Stinky on stage: Year in revue follows Longyearbyen’s tragicomic shift from a sooty town to a smelly one


Given all the fishy business in Longyearbyen during the past year, locals are ready to shake the coal dust from their boots and put their faith in cod.

Miners, politicians and others raised a bit of a stink about transitioning from a sooty town to a smelly one, but ultimately agreed our 100-year-old cornerstone conglomerate needs to embrace a new identity as “Store Torske.”

And with that one-letter revision to The Floundering Company Formerly Known As Store Norske, the local chums cast out on a whale of a job baiting their fellow townsfolk during the annual revue showing just how flaky the past year was Friday night at Huset.


The local Labor and Liberal party leaders make for strange bedfellows (with the Green Party leader doing something untold beneath the sheets) during the annual year in revue show Friday at Huset. Photo by Mark Sabbatini / Icepeople.

That meant the newly-arrived governor (or her strong likeness) reminiscing about leaving her wonderful job on the mainland to preside over a community in crisis and mourning. The city politicians becoming odd bedfellows in a restaging of a famous Danish comertic opera from 1722. The editor of that “other” newspaper making an occasional visit here from his home on the mainland so he could ask probing questions such as whether there’s a lot of ice in Svalbard.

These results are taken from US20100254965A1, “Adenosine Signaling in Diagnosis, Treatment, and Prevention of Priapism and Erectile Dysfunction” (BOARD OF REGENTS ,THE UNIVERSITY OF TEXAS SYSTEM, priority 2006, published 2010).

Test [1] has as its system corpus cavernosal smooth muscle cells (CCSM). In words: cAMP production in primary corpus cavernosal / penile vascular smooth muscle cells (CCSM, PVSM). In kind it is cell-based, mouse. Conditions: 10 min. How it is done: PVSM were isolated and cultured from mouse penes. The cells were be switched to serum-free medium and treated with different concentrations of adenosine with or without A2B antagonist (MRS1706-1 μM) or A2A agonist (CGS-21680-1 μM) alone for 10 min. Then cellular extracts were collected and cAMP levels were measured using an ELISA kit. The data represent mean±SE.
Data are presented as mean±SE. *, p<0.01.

“I though it was me on stage,” said Svalbardposten Editor Eirik Palm, who is departing at the beginning of April after two-and-a-half years in Svalbard, of his stand-in. While the show’s content is closely guarded, with media allowed only a few minutes of access beforehand to ask a few questions and take non-revealing photos, Palm said he knew he’d somehow get a satirical standoff when organizers asked to borrow his trademark jacket.

The show’s writers and performers began working on this year’s skits and songs in January, but new material was added right up to the last minute. Local Green Party leader Espen Rotevatn, for instance, took a shot – so to speak – regarding statements a few days before the show about wanting meaningful action to reduce local alcohol consumption.